The Politics of Dirt in Mary Barton and Ruth

By Freeland, Natalka | Studies in English Literature, 1500-1900, Autumn 2002 | Go to article overview
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The Politics of Dirt in Mary Barton and Ruth


Freeland, Natalka, Studies in English Literature, 1500-1900


Social problem fiction is defined by its dirtiness: transgressively graphic accounts of filth and waste herald a novel's entry into the Condition of England debate. Early examples of the genre spell out the polemical importance of filth, as in the preface to Oliver Twist (1837-38), where Charles Dickens insists that portraying "miserable reality" entails focusing on "the squalid ... dirtiest paths of life." (1) Contemporary critics have confirmed the equation of social problems and dirt: Louis Cazamian, for instance, asserts that Elizabeth Gaskell's "Mary Barton lays down irrefutable concrete evidence for thinking intervention to be necessary. . . There is no scene in any novel of the time which more powerfully evokes the conditions of social distress than that in which Barton and Wilson go to the aid of their comrade Davenport's family. . . We are shown a street littered with filth and ashes. . . The broken window-panes are stuffed with rags, and a fetid smell almost overpowers the visitors as they enter." ( 2) The sanitary conditions Mary Barton (1848) describes are undeniably deplorable; but since the novel also details much worse effects of industrial poverty, including prostitution, drug addiction, starvation, and murder, we should question the emphasis placed by novelists and critics alike on mere dirt. Often invoked as a definitive social problem novel, Mary Barton is a particularly fruitful place to start this investigation: while Gaskell's novel appears to conform to generic expectations in its lurid representation of filthy slums, in the course of the narrative this filth acquires surprisingly positive connotations. As we shall see, the suggestion that dirt may not be the most pressing social problem radically revises the project of the industrial novel. Along with Condition of England fiction more generally, Gaskell's novels have routinely been criticized for accurately identifying real social problems but then retreating to imaginary, romanticized resolutions. In particular, these novels supposedly celebrate a middle-class ideal of domesticity (signaled by cleanliness and its moral corollary, decency). (3) Yet critics have failed to perceive that instead of endorsing these imaginary solutions, Gaskell's novels systematically expose their inadequacy by demonstrating that the terms in which middle-class observers formulated social problems elided the reality of working-class experience. Gaskell's transvaluation of dirt forecloses the possibility that social problems can be reduced to sanitary problems; her description of middle-class housekeeping further registers the inefficacy of cleanliness as a guarantor of moral authority. Finally, Ruth (1853) proposes an analogy between the ideologies of sanitation and domestic morality (as embodied in female sexual purity), revealing that projects aiming to clean up both dirty streets and dirty women distract attention from the social problems they ostensibly address.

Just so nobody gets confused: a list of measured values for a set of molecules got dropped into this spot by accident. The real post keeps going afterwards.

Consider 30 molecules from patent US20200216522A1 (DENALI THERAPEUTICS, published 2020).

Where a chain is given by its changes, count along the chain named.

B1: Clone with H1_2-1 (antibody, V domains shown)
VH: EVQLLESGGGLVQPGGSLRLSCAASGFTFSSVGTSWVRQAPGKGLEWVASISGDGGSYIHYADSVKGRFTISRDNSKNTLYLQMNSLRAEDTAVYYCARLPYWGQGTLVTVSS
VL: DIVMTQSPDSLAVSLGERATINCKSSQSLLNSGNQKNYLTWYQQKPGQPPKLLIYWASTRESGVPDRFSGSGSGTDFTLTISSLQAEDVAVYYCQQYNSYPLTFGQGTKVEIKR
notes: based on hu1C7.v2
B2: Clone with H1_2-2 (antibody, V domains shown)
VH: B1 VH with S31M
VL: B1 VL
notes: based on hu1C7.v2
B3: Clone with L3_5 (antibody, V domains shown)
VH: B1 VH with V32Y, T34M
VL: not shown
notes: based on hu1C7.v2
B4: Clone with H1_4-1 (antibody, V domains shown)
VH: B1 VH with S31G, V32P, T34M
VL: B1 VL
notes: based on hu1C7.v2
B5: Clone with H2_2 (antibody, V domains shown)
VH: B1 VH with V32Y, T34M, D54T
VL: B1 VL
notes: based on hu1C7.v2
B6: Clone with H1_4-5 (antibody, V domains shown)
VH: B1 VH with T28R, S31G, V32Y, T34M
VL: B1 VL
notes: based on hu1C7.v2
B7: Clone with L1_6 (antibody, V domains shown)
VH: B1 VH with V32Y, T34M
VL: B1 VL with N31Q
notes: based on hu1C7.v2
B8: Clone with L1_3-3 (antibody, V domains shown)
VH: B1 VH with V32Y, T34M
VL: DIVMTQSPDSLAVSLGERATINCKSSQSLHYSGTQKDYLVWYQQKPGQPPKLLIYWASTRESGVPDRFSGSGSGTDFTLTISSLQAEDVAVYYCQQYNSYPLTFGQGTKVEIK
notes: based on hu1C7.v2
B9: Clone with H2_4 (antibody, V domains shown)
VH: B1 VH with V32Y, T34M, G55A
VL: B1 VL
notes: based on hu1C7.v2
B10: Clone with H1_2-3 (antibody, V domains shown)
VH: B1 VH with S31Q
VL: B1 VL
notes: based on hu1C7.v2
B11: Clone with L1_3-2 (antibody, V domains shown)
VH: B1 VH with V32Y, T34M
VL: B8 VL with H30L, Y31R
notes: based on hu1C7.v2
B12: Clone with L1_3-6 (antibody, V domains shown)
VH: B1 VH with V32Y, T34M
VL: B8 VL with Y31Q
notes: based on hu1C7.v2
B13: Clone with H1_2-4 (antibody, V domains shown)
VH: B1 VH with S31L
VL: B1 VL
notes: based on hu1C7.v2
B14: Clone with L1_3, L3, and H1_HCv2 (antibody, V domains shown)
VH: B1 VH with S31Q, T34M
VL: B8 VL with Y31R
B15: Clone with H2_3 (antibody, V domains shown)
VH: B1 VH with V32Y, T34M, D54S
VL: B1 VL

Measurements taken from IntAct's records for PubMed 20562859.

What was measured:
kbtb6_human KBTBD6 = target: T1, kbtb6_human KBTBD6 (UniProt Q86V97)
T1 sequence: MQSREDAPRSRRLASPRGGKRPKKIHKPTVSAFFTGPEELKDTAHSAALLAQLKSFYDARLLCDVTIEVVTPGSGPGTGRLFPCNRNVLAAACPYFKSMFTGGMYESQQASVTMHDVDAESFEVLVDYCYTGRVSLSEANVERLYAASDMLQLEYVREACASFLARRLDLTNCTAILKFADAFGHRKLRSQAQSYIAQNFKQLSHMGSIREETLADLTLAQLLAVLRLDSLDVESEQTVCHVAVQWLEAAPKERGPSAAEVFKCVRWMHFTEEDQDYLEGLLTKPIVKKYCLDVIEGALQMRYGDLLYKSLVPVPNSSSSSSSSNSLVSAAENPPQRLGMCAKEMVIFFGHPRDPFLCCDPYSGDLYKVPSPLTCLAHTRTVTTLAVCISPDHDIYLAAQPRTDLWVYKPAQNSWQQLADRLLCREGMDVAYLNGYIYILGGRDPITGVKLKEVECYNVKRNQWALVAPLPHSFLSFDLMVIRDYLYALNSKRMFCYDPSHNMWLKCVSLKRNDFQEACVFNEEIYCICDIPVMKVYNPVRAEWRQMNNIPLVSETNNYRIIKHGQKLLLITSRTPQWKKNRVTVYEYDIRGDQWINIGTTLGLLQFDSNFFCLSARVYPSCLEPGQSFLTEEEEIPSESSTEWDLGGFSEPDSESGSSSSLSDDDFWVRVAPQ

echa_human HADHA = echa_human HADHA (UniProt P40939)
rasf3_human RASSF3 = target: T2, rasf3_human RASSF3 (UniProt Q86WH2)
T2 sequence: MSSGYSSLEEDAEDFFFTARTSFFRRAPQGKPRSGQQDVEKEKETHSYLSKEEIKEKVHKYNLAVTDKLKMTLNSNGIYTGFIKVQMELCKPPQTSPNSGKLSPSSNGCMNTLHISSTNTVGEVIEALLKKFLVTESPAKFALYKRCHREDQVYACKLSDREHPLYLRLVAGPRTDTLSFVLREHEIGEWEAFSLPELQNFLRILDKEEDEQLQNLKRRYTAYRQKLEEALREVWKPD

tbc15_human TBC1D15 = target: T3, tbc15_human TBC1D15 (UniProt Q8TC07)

Mary Barton's descriptions of filth and refuse are shockingly explicit:

[Berry Street] was unpaved; and down the middle a gutter forced its way, every now and then forming pools in the holes with which the street abounded. Never was the old Edinburgh cry of 'Gardez l'eau!' more necessary than in this street. As they passed, women from their doors tossed household scraps of every description into the gutter; they ran into the next pool, which overflowed and stagnated. Heaps of ashes were the stepping-stones, on which the passer-by, who cared in the least for cleanliness, took care not to put his foot. Our friends were not dainty, but even they picked their way. (4)

Although passages such as this one rely on a middle-class readership's prurient interest in the squalid living conditions of its social inferiors, Gaskell explicitly rejects this middle-class perspective. (5) Oddly downplaying the disgust that it works so hard to elicit, the novel maintains that George Wilson and John Barton, who would otherwise incite sympathy and reforming zeal, are not particularly troubled by their dirty surroundings.

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